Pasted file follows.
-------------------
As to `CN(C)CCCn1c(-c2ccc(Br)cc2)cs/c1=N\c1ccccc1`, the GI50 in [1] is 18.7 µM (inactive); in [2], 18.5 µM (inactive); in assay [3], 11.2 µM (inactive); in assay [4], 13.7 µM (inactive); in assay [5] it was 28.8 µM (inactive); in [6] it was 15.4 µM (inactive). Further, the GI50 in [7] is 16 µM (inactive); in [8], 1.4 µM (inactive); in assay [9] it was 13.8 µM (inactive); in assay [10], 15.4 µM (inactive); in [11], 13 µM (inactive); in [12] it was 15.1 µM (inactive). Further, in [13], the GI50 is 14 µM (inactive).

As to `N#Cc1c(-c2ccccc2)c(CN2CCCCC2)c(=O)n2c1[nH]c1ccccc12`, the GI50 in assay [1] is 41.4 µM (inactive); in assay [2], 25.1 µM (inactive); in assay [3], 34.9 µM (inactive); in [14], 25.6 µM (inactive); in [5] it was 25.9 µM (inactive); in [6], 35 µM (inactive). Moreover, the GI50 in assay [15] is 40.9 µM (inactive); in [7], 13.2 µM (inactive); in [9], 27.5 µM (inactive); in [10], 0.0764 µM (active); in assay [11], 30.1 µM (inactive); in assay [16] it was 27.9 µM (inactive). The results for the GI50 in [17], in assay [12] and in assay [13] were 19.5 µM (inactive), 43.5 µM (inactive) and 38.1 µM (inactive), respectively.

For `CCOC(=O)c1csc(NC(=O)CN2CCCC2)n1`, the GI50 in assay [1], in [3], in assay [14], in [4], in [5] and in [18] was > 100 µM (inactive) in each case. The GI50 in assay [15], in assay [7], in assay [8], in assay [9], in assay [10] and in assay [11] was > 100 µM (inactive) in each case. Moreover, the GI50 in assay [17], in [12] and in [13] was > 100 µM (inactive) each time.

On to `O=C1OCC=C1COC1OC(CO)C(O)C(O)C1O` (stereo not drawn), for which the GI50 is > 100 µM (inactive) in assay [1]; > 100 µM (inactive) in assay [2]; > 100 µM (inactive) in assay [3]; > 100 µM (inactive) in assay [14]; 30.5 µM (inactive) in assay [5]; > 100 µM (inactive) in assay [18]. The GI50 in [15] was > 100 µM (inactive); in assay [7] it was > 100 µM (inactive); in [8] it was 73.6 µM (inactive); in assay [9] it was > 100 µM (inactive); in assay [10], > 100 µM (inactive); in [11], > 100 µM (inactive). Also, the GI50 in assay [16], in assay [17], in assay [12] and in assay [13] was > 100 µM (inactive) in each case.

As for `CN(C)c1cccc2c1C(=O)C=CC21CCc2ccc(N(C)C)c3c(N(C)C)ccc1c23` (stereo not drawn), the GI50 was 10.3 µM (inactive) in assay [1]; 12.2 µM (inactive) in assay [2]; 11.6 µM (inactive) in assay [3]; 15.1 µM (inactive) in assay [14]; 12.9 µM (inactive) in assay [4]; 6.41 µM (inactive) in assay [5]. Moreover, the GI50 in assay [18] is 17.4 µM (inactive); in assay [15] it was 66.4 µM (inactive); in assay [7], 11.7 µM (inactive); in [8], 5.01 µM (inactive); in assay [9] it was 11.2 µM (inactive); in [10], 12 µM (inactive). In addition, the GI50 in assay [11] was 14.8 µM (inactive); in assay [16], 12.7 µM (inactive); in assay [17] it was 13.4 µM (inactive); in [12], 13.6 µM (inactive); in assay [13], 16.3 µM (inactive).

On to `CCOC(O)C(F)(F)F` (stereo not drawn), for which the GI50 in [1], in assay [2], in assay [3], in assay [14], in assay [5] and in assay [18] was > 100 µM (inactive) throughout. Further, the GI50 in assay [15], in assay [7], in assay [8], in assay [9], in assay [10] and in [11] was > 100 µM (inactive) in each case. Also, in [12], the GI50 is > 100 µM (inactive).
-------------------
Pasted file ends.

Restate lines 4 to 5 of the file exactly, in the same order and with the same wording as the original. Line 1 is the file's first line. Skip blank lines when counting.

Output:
On to `O=C1OCC=C1COC1OC(CO)C(O)C(O)C1O` (stereo not drawn), for which the GI50 is > 100 µM (inactive) in assay [1]; > 100 µM (inactive) in assay [2]; > 100 µM (inactive) in assay [3]; > 100 µM (inactive) in assay [14]; 30.5 µM (inactive) in assay [5]; > 100 µM (inactive) in assay [18]. The GI50 in [15] was > 100 µM (inactive); in assay [7] it was > 100 µM (inactive); in [8] it was 73.6 µM (inactive); in assay [9] it was > 100 µM (inactive); in assay [10], > 100 µM (inactive); in [11], > 100 µM (inactive). Also, the GI50 in assay [16], in assay [17], in assay [12] and in assay [13] was > 100 µM (inactive) in each case.

As for `CN(C)c1cccc2c1C(=O)C=CC21CCc2ccc(N(C)C)c3c(N(C)C)ccc1c23` (stereo not drawn), the GI50 was 10.3 µM (inactive) in assay [1]; 12.2 µM (inactive) in assay [2]; 11.6 µM (inactive) in assay [3]; 15.1 µM (inactive) in assay [14]; 12.9 µM (inactive) in assay [4]; 6.41 µM (inactive) in assay [5]. Moreover, the GI50 in assay [18] is 17.4 µM (inactive); in assay [15] it was 66.4 µM (inactive); in assay [7], 11.7 µM (inactive); in [8], 5.01 µM (inactive); in assay [9] it was 11.2 µM (inactive); in [10], 12 µM (inactive). In addition, the GI50 in assay [11] was 14.8 µM (inactive); in assay [16], 12.7 µM (inactive); in assay [17] it was 13.4 µM (inactive); in [12], 13.6 µM (inactive); in assay [13], 16.3 µM (inactive).